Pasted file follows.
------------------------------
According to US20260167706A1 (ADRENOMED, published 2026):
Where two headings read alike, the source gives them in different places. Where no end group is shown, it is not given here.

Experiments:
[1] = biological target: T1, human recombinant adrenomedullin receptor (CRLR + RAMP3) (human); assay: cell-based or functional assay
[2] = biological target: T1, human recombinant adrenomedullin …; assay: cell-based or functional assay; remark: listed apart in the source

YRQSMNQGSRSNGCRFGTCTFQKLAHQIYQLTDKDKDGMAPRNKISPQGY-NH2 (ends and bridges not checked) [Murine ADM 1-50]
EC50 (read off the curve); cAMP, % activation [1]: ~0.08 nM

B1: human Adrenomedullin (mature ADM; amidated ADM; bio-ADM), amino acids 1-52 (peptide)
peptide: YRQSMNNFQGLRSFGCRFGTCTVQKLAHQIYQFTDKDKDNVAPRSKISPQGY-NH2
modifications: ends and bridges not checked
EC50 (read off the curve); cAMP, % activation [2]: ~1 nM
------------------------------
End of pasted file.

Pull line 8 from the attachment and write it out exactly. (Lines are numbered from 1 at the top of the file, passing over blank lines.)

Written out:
B1: human Adrenomedullin (mature ADM; amidated ADM; bio-ADM), amino acids 1-52 (peptide)